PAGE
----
By Sherrill E. Grace, Patrick Imbert, Tiffany Johnstone
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Extra info for Bearing Witness: Perspectives on War and Peace from the Arts and Humanities
In each essay, to varying degrees, the writers also examine the phenomenon of othering, the subtle or blunt ways in which one group of people designates another group – those not like them, those to be attacked or eliminated – as less than human, as the enemy, as Other. And ﬁnally, all these essays speak to each other; they establish a conversation across disciplinary divides which the editors hope will include readers, and they do this by collectively embracing an interdisciplinary scope and methodology.
6 Adult warplay includes computer and video gaming, fan-culture roleplay, and historical military reenactment (whether amateur, commemorative, or industrial). These practices are related in a cultural ﬁeld marked by simulation of combat, masculinist achievement, and adherence to regimes of authenticity. We live in a dense cultural environment of warplay practices that are so common as to be almost invisible, and we are habituated to the replayed images of war entertainment. They saturate our movie, television, and computer screens to the point that many people understand war as the principle marker of historical periodization.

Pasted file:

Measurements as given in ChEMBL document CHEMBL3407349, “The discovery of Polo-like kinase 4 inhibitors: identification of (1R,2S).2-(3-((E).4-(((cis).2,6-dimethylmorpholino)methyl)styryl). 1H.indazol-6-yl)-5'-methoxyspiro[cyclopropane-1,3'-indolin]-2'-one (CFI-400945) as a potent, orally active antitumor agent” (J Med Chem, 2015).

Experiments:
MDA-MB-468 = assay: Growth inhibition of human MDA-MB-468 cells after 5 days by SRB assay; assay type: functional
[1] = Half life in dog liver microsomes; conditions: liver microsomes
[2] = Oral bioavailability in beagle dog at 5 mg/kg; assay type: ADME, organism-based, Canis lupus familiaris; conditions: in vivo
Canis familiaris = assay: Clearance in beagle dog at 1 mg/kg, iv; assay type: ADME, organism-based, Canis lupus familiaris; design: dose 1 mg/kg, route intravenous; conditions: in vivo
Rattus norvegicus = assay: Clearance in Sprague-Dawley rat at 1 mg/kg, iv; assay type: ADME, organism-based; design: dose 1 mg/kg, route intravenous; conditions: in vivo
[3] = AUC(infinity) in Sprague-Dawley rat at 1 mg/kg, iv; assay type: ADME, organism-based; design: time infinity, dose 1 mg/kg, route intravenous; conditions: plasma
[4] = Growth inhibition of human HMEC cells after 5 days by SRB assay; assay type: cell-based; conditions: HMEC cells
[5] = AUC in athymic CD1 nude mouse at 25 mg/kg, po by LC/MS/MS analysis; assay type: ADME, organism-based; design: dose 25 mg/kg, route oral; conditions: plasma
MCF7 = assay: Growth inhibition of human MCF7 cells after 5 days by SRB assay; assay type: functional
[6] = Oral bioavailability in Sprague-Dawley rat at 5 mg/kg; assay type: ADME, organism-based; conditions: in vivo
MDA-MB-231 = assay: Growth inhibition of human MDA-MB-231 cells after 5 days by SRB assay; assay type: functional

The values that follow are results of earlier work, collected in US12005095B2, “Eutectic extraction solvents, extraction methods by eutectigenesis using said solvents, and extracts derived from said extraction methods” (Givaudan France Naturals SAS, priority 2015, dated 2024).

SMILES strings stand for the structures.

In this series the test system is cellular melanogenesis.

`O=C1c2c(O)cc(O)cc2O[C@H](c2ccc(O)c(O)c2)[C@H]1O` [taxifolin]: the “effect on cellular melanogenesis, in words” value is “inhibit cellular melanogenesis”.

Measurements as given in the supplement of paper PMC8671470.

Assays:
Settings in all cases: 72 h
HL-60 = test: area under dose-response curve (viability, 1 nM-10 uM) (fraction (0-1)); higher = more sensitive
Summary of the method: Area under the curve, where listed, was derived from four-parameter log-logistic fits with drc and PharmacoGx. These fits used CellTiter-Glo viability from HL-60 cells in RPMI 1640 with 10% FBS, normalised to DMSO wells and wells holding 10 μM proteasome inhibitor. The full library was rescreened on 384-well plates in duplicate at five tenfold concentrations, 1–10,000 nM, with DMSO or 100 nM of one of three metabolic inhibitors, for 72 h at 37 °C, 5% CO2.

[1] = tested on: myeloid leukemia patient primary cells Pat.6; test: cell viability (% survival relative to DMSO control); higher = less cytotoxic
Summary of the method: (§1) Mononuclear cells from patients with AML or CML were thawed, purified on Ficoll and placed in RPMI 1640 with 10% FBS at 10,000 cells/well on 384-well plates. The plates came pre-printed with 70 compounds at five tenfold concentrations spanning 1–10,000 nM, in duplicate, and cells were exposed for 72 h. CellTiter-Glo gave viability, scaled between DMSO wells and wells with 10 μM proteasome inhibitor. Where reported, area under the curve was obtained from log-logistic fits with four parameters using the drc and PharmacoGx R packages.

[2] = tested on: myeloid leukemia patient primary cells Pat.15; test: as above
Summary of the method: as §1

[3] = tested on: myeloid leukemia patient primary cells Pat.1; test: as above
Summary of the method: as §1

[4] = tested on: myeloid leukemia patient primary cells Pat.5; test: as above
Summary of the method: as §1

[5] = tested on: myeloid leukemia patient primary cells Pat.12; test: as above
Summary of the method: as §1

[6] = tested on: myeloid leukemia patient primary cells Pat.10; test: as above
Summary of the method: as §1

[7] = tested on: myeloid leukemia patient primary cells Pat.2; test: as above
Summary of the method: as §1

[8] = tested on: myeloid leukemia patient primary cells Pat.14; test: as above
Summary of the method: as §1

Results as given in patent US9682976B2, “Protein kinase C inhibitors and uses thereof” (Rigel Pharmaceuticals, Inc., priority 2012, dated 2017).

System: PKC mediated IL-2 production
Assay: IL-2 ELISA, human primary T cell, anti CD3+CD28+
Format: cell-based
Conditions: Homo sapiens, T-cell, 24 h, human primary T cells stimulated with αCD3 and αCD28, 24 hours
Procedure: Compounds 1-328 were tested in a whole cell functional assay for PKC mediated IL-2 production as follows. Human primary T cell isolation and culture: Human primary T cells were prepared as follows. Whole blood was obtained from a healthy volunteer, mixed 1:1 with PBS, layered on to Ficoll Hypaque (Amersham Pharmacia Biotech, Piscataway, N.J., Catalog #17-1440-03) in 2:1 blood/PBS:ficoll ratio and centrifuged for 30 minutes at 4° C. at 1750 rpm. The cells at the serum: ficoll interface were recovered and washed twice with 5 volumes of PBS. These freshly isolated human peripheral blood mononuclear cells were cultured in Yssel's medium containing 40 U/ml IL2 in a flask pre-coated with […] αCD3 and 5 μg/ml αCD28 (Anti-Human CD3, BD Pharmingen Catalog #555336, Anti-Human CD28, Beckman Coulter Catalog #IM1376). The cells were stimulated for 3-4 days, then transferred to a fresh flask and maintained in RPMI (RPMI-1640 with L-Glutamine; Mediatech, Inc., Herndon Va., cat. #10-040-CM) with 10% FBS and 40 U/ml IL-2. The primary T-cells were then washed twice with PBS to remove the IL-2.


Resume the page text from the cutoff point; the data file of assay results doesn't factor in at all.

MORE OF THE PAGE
15 But no-one reenacts the actual victims of modern war: raped women, tortured child soldiers, murdered children in the rubble of destroyed cities, and the unnamed dead in the mass graves of concentration camps. In warplay, the imagined enemy is always a lawful military target. But the horror of modern war is that she is not. 2 Understanding the Motivation to Enlist j o n a t h a n f. v a n c e Why We Fight was the title given to a seven-part ﬁlm series commissioned by the US government between 1942 and 1945 as a way to explain to Americans the issues of the Second World War.